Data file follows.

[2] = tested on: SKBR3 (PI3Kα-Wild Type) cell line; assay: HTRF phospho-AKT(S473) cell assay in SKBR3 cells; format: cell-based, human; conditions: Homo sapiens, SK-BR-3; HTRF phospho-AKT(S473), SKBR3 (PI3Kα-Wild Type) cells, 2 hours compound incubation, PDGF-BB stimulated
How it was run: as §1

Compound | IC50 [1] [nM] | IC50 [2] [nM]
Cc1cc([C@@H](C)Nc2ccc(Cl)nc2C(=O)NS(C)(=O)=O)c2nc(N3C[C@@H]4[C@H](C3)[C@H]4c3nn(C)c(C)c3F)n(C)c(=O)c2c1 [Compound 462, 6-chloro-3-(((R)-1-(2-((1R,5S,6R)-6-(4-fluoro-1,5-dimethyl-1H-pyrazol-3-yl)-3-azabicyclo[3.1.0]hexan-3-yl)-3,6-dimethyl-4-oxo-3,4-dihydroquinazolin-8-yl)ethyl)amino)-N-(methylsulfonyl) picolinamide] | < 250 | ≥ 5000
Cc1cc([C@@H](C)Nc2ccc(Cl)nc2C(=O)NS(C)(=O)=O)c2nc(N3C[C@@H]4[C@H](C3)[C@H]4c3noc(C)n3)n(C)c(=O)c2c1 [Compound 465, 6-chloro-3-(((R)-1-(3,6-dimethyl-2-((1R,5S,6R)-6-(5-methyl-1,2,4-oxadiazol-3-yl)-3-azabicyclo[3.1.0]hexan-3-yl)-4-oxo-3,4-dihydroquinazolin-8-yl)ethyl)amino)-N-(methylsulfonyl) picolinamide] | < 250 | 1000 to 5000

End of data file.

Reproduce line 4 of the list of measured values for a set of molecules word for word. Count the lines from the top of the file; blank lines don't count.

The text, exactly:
Cc1cc([C@@H](C)Nc2ccc(Cl)nc2C(=O)NS(C)(=O)=O)c2nc(N3C[C@@H]4[C@H](C3)[C@H]4c3nn(C)c(C)c3F)n(C)c(=O)c2c1 [Compound 462, 6-chloro-3-(((R)-1-(2-((1R,5S,6R)-6-(4-fluoro-1,5-dimethyl-1H-pyrazol-3-yl)-3-azabicyclo[3.1.0]hexan-3-yl)-3,6-dimethyl-4-oxo-3,4-dihydroquinazolin-8-yl)ethyl)amino)-N-(methylsulfonyl) picolinamide] | < 250 | ≥ 5000